January 28, 2008
Kay Hymnowitz has an interesting article in the latest issue of City Journal bemoaning the state of today’s young men. Apparently, they like half-naked women, football, video games and staying single. Shocking, I know. And apparently this just won’t do:
Not so long ago, the average mid-twentysomething had achieved most of adulthood’s milestones—high school degree, financial independence, marriage, and children. These days, he lingers—happily—in a new hybrid state of semi-hormonal adolescence and responsible self-reliance. Decades in unfolding, this limbo may not seem like news to many, but in fact it is to the early twenty-first century what adolescence was to the early twentieth: a momentous sociological development of profound economic and cultural import. Some call this new period “emerging adulthood,” others “extended adolescence”; David Brooks recently took a stab with the “Odyssey Years,” a “decade of wandering.”
But while we grapple with the name, it’s time to state what is now obvious to legions of frustrated young women: the limbo doesn’t bring out the best in young men. With women, you could argue that adulthood is in fact emergent. Single women in their twenties and early thirties are joining an international New Girl Order, hyperachieving in both school and an increasingly female-friendly workplace, while packing leisure hours with shopping, traveling, and dining with friends [see “The New Girl Order,” Autumn 2007]. Single Young Males, or SYMs, by contrast, often seem to hang out in a playground of drinking, hooking up, playing Halo 3, and, in many cases, underachieving. With them, adulthood looks as though it’s receding.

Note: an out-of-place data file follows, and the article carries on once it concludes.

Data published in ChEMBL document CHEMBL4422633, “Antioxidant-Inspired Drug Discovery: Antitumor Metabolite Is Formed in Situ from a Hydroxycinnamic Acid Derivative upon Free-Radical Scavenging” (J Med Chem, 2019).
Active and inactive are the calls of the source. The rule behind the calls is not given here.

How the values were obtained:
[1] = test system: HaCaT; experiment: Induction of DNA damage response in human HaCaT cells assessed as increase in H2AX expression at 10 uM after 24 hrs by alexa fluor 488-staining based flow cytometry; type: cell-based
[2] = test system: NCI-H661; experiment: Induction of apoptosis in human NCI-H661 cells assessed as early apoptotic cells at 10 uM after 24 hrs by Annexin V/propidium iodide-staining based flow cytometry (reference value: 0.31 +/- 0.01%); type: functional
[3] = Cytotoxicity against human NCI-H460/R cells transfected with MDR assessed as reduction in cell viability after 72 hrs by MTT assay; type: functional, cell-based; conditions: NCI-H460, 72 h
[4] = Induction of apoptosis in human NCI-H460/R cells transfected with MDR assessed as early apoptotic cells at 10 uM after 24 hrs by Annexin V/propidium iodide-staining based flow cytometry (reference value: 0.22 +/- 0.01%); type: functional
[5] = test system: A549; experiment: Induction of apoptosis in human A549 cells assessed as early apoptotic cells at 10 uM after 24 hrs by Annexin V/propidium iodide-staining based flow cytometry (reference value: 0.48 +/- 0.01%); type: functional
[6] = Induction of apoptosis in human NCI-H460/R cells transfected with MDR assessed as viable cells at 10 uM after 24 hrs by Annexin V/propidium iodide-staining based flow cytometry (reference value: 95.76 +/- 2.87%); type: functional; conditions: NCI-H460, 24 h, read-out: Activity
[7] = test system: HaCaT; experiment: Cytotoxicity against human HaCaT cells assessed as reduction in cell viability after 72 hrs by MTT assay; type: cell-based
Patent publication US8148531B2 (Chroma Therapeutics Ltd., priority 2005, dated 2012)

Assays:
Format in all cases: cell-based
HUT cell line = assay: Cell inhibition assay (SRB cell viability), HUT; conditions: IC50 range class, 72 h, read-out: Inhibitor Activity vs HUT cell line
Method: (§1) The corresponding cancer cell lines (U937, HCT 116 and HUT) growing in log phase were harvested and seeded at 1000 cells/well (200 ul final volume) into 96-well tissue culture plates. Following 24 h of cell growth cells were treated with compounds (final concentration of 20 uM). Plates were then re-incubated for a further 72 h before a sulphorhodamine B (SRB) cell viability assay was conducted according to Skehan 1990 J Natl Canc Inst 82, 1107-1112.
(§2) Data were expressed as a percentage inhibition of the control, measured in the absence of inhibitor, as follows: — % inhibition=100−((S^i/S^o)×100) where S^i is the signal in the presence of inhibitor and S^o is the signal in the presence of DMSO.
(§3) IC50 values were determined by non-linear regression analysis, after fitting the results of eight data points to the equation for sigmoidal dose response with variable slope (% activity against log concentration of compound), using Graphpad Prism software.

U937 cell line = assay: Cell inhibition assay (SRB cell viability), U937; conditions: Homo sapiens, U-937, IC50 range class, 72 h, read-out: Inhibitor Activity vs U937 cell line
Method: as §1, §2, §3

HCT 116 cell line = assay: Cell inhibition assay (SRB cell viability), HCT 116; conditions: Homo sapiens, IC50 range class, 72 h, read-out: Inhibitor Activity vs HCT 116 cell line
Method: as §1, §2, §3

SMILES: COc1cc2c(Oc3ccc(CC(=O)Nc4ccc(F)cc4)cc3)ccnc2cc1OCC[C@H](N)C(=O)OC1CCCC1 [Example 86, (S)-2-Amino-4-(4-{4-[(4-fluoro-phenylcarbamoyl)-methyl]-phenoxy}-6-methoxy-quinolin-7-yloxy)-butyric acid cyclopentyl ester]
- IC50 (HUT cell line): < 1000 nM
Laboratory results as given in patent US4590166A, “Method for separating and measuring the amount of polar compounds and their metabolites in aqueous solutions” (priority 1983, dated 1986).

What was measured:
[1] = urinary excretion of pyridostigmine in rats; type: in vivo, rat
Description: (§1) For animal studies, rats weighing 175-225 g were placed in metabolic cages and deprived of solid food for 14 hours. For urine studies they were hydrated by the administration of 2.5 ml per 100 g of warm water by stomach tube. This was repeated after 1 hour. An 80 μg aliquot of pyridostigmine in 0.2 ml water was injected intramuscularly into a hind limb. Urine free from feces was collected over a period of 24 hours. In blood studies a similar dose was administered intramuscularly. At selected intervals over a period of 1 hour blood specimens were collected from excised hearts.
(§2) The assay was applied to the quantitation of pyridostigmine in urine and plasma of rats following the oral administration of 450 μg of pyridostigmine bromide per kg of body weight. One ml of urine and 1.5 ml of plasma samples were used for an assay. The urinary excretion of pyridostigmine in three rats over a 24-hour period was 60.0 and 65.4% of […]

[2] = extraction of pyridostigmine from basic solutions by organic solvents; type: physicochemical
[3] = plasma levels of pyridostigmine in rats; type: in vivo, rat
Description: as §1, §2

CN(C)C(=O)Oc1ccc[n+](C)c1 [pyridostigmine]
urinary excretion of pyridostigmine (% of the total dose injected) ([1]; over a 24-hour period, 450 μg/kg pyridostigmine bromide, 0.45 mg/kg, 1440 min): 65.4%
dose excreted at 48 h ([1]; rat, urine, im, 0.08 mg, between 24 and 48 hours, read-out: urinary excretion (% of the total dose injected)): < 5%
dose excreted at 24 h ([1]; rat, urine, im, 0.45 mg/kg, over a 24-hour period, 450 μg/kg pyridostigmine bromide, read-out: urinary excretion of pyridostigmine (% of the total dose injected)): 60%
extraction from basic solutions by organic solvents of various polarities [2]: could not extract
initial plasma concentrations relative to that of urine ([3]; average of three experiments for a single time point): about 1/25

But why not have an extended adolescence? What, ultimately, is the harm in playing Halo and hanging out with friends?
“Consider: in 1970, 69 percent of 25-year-old and 85 percent of 30-year-old white men were married; in 2000, only 33 percent and 58 percent were, respectively”
In 1970 the life expectancy of an American male was 67 years old. Today it is about 76. He’s picked up nearly a decade and damn right he’s going to use it to have some fun. Why begrudge men that?
Look, I’ve read Mark Steyn’s “America Alone”, I understand our need to maintain a certain birth rate. But Hymnowitz, and all the others who pick on people who maintain that 30 is the new 20, don’t say that these men will never settle down and outgrow their adolescence. They will get married, have babies, be responsible, and contribute to society. Just not today. And they will always love football and naked women, but so what? Women like tons of brainless crap from celebrity gossip magazines to shoe-shopping. No one calls us infants because we know what Paris Hilton is doing today. No one says we’re immature when we spend a week’s salary on Manolos. So, no, I have no scolding for the 20-something man who is doing his thing, even if that thing is getting really good at Playstation. His own life situation will cause him to grow up. No article mocking his lifestyle ever will.